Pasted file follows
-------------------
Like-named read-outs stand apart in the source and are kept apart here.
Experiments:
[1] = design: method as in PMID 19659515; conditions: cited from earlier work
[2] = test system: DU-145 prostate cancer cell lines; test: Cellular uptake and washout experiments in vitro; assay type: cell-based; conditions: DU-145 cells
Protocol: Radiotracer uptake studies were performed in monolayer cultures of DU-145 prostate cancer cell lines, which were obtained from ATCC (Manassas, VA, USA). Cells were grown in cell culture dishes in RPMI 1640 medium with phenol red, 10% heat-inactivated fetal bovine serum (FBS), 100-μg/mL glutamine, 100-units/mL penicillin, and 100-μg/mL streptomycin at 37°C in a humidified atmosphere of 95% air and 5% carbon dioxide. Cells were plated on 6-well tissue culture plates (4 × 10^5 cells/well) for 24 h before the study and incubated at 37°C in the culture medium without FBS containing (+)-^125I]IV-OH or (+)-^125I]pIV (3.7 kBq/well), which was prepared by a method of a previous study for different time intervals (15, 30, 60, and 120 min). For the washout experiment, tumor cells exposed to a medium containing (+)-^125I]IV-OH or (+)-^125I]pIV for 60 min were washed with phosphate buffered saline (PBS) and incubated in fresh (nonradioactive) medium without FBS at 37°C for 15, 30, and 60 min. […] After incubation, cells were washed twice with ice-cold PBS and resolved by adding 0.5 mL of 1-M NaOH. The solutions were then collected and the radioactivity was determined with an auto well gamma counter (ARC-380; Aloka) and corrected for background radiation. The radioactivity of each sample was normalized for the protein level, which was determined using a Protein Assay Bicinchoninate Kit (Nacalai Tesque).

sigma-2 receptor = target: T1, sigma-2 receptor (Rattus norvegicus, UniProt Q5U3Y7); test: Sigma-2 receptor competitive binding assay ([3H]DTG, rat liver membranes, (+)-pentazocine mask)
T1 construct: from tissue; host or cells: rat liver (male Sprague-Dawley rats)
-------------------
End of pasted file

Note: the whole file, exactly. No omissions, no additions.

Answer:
Like-named read-outs stand apart in the source and are kept apart here.
Experiments:
[1] = design: method as in PMID 19659515; conditions: cited from earlier work
[2] = test system: DU-145 prostate cancer cell lines; test: Cellular uptake and washout experiments in vitro; assay type: cell-based; conditions: DU-145 cells
Protocol: Radiotracer uptake studies were performed in monolayer cultures of DU-145 prostate cancer cell lines, which were obtained from ATCC (Manassas, VA, USA). Cells were grown in cell culture dishes in RPMI 1640 medium with phenol red, 10% heat-inactivated fetal bovine serum (FBS), 100-μg/mL glutamine, 100-units/mL penicillin, and 100-μg/mL streptomycin at 37°C in a humidified atmosphere of 95% air and 5% carbon dioxide. Cells were plated on 6-well tissue culture plates (4 × 10^5 cells/well) for 24 h before the study and incubated at 37°C in the culture medium without FBS containing (+)-^125I]IV-OH or (+)-^125I]pIV (3.7 kBq/well), which was prepared by a method of a previous study for different time intervals (15, 30, 60, and 120 min). For the washout experiment, tumor cells exposed to a medium containing (+)-^125I]IV-OH or (+)-^125I]pIV for 60 min were washed with phosphate buffered saline (PBS) and incubated in fresh (nonradioactive) medium without FBS at 37°C for 15, 30, and 60 min. […] After incubation, cells were washed twice with ice-cold PBS and resolved by adding 0.5 mL of 1-M NaOH. The solutions were then collected and the radioactivity was determined with an auto well gamma counter (ARC-380; Aloka) and corrected for background radiation. The radioactivity of each sample was normalized for the protein level, which was determined using a Protein Assay Bicinchoninate Kit (Nacalai Tesque).

sigma-2 receptor = target: T1, sigma-2 receptor (Rattus norvegicus, UniProt Q5U3Y7); test: Sigma-2 receptor competitive binding assay ([3H]DTG, rat liver membranes, (+)-pentazocine mask)
T1 construct: from tissue; host or cells: rat liver (male Sprague-Dawley rats)